TIFR
Department of Chemical Sciences
School of Natural Sciences

February 9, 2021 at 2.30 pm (Via Zoom)

Title :

Strain and support effects for enhanced electrocatalytic performance

Abstract :

The renewable energy resources have got a huge attention in lieu of fossil fuel-based energy resources due to the rise in environmental pollution along with a concomitant increase in global energy demand. The most challenging issue lies on the intermittent nature of these renewable resources. One of the important alternatives of these is use of fuel cells which uses chemical energy of a fuel and cleanly produces electricity without combustion. Electrocatalysis, used as the electrode material, accelerates the rate of an electrochemical reaction under a given electrical potential. The main aim in the development of an electrocatalyst is that the material designed should have better catalytic activities at a fairly cheaper cost. In a bi/multi-metallic system, with distinct lattice constants, a synergistic interaction modifies the electronic features such as position of d-band center and shift in core level with respect to the Fermi level and tunes the catalytic properties to be better than that of the individual metal analogues. The geometric (strain) and support effects in nanomaterials were studied for hydrogen evolution reaction (HER) and carbon dioxide (CO2) reduction. In this seminar, I will present the following research investigations:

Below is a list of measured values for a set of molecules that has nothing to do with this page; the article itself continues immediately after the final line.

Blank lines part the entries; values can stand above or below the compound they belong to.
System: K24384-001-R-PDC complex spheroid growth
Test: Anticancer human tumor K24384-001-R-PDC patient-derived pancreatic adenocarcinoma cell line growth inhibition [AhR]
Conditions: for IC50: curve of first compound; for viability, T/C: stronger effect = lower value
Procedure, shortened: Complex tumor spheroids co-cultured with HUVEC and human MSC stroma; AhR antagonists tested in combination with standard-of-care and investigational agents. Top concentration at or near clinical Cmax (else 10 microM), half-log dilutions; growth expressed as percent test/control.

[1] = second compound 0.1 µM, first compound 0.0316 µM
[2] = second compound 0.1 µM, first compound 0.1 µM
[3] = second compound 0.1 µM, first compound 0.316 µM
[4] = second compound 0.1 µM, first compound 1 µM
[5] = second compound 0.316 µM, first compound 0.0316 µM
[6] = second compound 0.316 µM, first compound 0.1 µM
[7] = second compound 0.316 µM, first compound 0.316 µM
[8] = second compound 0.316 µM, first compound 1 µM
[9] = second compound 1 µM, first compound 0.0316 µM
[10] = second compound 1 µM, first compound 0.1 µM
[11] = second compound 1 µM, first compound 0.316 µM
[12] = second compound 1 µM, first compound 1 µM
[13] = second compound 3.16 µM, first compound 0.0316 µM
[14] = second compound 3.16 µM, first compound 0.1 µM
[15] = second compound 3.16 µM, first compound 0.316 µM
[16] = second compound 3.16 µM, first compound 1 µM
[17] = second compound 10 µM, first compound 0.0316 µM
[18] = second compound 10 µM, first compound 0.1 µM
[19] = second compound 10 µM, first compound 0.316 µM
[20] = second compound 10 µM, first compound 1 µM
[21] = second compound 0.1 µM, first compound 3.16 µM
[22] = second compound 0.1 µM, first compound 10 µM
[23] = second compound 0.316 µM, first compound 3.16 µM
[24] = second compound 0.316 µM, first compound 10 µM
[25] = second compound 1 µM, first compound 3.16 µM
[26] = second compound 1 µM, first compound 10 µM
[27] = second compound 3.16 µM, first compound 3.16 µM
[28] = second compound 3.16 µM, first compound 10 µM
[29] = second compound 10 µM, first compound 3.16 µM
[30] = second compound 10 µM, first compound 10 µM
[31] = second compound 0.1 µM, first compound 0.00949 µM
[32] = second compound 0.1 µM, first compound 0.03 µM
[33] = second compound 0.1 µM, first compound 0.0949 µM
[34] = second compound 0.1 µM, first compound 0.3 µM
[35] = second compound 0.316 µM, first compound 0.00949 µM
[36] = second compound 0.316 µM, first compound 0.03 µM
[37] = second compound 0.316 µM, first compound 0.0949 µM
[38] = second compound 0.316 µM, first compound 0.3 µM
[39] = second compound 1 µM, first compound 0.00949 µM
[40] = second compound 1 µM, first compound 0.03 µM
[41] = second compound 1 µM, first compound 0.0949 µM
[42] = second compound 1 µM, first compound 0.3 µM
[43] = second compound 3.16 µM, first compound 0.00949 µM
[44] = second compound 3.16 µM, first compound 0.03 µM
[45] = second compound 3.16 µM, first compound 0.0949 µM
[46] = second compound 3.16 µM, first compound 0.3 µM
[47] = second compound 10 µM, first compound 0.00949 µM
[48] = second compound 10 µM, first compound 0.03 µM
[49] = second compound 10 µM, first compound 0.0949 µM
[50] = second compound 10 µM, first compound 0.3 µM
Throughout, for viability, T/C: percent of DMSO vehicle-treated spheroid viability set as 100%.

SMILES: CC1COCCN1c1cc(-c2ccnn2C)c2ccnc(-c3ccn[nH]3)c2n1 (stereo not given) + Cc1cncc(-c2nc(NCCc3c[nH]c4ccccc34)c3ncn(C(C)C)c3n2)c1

 The effect of surface strain in the carbon supported Pt3Co dealloyed catalyst towards HER has been studied. Dealloying process was adopted to generate the geometric strain in Pt3Co/C alloy by preferential dissolution of non-noble metal (Co) from the alloy and the improved activity in Pt3Co/C dealloy was due to the compressive strain generated in it.

 The electrochemical reduction of carbon dioxide to recycle CO2 into CO (an important raw material of syn gas for the synthesis of industrially valuable products via Fischer–Tropsch process) was studied. Au NPs supported on RGO have been studied for CO2 reduction. The presence of defect sites on RGO in RGOAu, the influence of reducing agent (NaBH4) and the optimum concentration of Au on RGO support were studied for carbon dioxide reduction.